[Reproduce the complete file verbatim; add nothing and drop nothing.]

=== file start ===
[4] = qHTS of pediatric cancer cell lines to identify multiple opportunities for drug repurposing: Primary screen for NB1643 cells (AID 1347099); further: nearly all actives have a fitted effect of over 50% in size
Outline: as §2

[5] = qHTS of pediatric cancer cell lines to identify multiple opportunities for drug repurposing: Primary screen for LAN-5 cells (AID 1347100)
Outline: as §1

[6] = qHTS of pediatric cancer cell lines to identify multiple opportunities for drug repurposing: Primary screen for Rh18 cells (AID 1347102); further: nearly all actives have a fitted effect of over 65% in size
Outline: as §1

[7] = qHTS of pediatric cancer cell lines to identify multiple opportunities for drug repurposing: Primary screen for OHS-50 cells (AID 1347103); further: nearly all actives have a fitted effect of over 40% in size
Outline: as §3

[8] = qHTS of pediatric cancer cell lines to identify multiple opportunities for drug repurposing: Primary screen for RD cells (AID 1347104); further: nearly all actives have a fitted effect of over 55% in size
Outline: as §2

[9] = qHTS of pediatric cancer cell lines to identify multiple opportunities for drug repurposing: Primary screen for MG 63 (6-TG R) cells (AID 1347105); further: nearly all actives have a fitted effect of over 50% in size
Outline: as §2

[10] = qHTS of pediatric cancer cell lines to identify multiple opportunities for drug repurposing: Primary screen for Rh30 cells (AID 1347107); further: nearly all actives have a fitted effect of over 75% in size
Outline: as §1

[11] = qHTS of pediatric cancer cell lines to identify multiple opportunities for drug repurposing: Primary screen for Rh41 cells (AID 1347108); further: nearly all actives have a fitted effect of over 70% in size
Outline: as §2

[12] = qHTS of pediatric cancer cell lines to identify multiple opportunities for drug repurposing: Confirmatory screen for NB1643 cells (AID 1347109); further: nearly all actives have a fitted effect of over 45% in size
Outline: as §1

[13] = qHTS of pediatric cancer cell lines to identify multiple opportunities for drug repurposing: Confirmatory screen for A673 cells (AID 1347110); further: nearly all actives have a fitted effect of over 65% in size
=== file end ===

[4] = qHTS of pediatric cancer cell lines to identify multiple opportunities for drug repurposing: Primary screen for NB1643 cells (AID 1347099); further: nearly all actives have a fitted effect of over 50% in size
Outline: as §2

[5] = qHTS of pediatric cancer cell lines to identify multiple opportunities for drug repurposing: Primary screen for LAN-5 cells (AID 1347100)
Outline: as §1

[6] = qHTS of pediatric cancer cell lines to identify multiple opportunities for drug repurposing: Primary screen for Rh18 cells (AID 1347102); further: nearly all actives have a fitted effect of over 65% in size
Outline: as §1

[7] = qHTS of pediatric cancer cell lines to identify multiple opportunities for drug repurposing: Primary screen for OHS-50 cells (AID 1347103); further: nearly all actives have a fitted effect of over 40% in size
Outline: as §3

[8] = qHTS of pediatric cancer cell lines to identify multiple opportunities for drug repurposing: Primary screen for RD cells (AID 1347104); further: nearly all actives have a fitted effect of over 55% in size
Outline: as §2

[9] = qHTS of pediatric cancer cell lines to identify multiple opportunities for drug repurposing: Primary screen for MG 63 (6-TG R) cells (AID 1347105); further: nearly all actives have a fitted effect of over 50% in size
Outline: as §2

[10] = qHTS of pediatric cancer cell lines to identify multiple opportunities for drug repurposing: Primary screen for Rh30 cells (AID 1347107); further: nearly all actives have a fitted effect of over 75% in size
Outline: as §1

[11] = qHTS of pediatric cancer cell lines to identify multiple opportunities for drug repurposing: Primary screen for Rh41 cells (AID 1347108); further: nearly all actives have a fitted effect of over 70% in size
Outline: as §2

[12] = qHTS of pediatric cancer cell lines to identify multiple opportunities for drug repurposing: Confirmatory screen for NB1643 cells (AID 1347109); further: nearly all actives have a fitted effect of over 45% in size
Outline: as §1

[13] = qHTS of pediatric cancer cell lines to identify multiple opportunities for drug repurposing: Confirmatory screen for A673 cells (AID 1347110); further: nearly all actives have a fitted effect of over 65% in size